In order to understand the steep rise in world food prices that set off food riots in Haiti last week and toppled the government, you need to travel to Iowa. Right now, we're trying to run our cars on corn ethanol instead of gasoline. As a result, we suddenly find ourselves taking food out of the mouths of children in developing nations. That may sound harsh, but it also happens to be true.

Environmentalists and farm state senators--the great biofuels coalition--of course object. After U.N. officials called for a biofuels moratorium last week, Senator Charles E. Grassley, Iowa Republican, called the whole thing "a big joke." "You make ethanol out of corn," he told the New York Times. "I bet if I set a bushel of corn in front of any of those [U.N.] delegates, not one of them would eat it." In a position paper released only a few weeks ago, the Natural Resources Defense Council, one of the many environmental organizations that has preached biofuels for decades, continued to insist that, "done right," ethanol can not only replace all our oil by 2050 but also "mitigate dangerous climate change."

Nice try, folks. Maybe U.N. officials don't eat raw corn, but livestock do, and that land could easily be used to grow crops for human consumption. As for the notion that homegrown ethanol can replace more than a tiny fraction of our oil consumption--let alone do anything to ameliorate world carbon emissions--that is an environmental hallucination.

The conceit of biofuels has always been that agricultural resources in this country were unlimited. Haven't we been paying farmers since the 1930s to not grow crops? Why not employ some of that land to help us gain energy independence? If we run out of room, we can always move on to the tropics, right? Let's import ethanol from Brazil.

The Midwest has embraced this vision with a passion. One-third of the American corn crop will be converted to ethanol this year. Farmers are planting corn fencepost to fencepost and bringing new land under cultivation to cash in. The 51-cents-a-gallon federal tax credit assures a market. Ethanol distilleries are sprouting everywhere. Farm towns are revitalizing. The price of farmland is soaring. Presidential nominations turn on who supports ethanol in Iowa. Getting rid of this web of government intervention would now be just about as difficult as repealing farm subsidies in general.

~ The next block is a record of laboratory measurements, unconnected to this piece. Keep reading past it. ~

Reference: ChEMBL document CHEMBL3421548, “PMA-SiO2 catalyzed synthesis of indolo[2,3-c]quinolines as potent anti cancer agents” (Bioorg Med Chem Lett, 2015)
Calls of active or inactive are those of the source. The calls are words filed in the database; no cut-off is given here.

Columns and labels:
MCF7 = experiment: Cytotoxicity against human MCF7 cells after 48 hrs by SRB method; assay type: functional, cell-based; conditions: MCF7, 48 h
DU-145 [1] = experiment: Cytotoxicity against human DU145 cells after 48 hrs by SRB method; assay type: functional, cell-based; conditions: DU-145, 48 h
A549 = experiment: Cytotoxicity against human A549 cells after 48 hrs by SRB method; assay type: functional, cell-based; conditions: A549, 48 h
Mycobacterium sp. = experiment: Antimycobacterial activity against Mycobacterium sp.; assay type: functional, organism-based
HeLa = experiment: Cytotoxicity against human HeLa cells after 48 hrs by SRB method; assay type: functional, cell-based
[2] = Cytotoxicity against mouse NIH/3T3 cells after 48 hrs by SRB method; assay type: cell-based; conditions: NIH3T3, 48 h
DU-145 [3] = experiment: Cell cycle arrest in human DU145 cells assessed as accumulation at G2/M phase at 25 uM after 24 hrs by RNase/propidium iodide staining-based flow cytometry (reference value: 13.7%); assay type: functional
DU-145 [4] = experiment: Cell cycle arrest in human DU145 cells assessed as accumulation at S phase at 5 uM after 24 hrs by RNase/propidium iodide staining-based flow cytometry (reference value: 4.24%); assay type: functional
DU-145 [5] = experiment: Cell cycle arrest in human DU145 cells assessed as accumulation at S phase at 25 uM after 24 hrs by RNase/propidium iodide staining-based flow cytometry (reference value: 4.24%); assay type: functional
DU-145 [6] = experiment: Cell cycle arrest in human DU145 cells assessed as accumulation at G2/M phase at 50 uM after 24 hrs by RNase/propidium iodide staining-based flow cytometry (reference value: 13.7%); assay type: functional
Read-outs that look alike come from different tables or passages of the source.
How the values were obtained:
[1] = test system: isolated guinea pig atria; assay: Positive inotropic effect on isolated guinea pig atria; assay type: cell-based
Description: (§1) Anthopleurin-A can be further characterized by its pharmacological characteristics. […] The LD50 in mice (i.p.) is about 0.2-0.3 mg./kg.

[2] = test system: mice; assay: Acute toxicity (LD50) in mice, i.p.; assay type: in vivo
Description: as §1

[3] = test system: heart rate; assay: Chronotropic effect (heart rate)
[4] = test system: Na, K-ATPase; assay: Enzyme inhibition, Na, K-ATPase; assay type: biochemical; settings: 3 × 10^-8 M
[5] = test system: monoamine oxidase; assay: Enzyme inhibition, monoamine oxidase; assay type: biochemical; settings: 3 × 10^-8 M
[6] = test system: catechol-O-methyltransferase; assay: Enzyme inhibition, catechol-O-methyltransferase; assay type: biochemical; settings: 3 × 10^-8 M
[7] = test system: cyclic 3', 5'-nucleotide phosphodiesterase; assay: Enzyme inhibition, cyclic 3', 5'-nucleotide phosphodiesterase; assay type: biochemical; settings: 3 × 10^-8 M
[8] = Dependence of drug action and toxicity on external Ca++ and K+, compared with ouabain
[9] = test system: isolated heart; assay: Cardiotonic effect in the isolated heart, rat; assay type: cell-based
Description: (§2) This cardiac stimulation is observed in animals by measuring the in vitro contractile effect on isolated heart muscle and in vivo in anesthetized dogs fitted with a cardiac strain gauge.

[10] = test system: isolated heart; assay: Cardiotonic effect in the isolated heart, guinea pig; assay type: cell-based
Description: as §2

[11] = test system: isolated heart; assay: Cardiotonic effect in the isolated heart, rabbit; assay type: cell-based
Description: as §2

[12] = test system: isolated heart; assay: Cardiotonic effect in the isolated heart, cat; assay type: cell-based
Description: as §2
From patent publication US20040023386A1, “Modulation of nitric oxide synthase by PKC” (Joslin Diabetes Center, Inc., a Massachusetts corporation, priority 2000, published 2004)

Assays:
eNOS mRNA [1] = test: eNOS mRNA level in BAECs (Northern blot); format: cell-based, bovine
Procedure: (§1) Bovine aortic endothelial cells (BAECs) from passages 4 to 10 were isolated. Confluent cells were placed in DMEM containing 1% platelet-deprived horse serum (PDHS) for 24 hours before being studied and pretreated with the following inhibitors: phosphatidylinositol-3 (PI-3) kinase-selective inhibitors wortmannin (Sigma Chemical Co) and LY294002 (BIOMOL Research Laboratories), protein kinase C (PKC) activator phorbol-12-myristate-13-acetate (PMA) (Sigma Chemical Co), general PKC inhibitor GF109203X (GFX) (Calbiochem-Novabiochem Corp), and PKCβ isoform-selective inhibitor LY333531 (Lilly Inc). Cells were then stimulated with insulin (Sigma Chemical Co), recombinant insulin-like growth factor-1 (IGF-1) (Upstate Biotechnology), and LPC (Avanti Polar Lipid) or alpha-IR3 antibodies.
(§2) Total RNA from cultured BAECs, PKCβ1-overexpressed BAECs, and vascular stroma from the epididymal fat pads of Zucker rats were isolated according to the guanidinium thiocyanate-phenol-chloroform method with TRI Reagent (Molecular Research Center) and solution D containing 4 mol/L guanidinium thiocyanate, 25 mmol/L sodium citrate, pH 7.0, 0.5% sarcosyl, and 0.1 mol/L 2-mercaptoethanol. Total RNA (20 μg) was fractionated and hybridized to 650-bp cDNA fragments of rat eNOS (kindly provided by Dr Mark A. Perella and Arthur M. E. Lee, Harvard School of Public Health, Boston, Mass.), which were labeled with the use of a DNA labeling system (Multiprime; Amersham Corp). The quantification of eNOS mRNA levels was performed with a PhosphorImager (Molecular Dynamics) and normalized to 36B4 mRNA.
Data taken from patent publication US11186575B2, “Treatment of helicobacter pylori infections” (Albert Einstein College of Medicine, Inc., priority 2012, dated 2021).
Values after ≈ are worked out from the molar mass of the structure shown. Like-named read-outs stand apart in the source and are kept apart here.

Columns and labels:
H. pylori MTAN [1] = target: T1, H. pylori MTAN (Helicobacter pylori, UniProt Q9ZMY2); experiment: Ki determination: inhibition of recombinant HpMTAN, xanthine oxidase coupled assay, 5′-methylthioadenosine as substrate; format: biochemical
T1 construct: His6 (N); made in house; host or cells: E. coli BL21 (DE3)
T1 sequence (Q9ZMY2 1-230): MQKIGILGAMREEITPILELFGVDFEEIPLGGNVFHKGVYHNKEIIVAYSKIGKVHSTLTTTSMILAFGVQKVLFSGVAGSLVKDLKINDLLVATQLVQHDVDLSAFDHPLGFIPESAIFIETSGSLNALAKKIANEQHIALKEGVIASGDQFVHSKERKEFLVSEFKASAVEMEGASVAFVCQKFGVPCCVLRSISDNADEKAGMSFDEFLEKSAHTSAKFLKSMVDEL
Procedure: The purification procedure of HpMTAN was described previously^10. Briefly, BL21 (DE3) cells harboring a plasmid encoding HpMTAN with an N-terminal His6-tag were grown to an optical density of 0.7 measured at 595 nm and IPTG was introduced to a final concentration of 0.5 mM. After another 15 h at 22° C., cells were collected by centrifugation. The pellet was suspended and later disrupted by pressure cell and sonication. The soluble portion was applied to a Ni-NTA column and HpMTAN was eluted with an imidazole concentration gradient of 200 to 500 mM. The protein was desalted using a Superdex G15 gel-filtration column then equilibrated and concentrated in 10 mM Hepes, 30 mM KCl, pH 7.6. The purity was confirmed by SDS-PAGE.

So let's assess the damage. First, although biofuels have been anointed as clean, renewable, and sustainable, there has never been much evidence that they are producing any new energy. Growing crops consumes energy, and since only a small part of the plant--the seed--is distilled into alcohol, there's no guarantee of an energy gain. The most optimistic studies claim only a 25 percent energy profit, and some critics--David Pimentel of Cornell in particular--claim there is actually an energy loss. Suffice it to say, distilling one-third of our corn crop is replacing only 3 percent of our oil consumption.

When the energy independence theory started to falter, environmentalists settled on the notion that at least ethanol would reduce carbon emissions. President George W. Bush reiterated this last week in his address on climate change. If we burn this year's corn crop, so the logic went, we are only putting back atmospheric carbon that was taken out last year. But if we burn coal or oil, we're putting back carbon that has been underground for eons. Therefore biofuels are "carbon neutral."

There is just one question this line of reasoning doesn't answer. What was growing on that acreage before it was turned over to biofuels? If it was another field crop, then the carbon would have remained in the soil or the food supply or any other of the many "carbon sinks" for a long, long time. If it were a forest--particularly a tropical forest, a great natural sink for carbon--then the net addition of carbon dioxide to the atmosphere could be extraordinary.

This year somebody finally asked the question. In February, Science published an article by a team headed by Joseph Fargione of the Nature Conservancy showing that converting virgin land into ethanol cultivation multiplies carbon emissions by a factor of 93. "So for the next 93 years, you're making climate change worse," said Fargione. Another study in the same issue by environmental economist Timothy Searchinger of Princeton found that growing biofuels almost anywhere in the world will result in land being cleared somewhere else for food or fuel.

The Science articles have caused a biofuels meltdown. Time, which only two months ago was celebrating Richard Branson's conversion of one of his Virgin Atlantic jets to biofuels, ran an April cover story, "The Clean Energy Myth." It called biofuels "catastrophic" and "environmentally disastrous."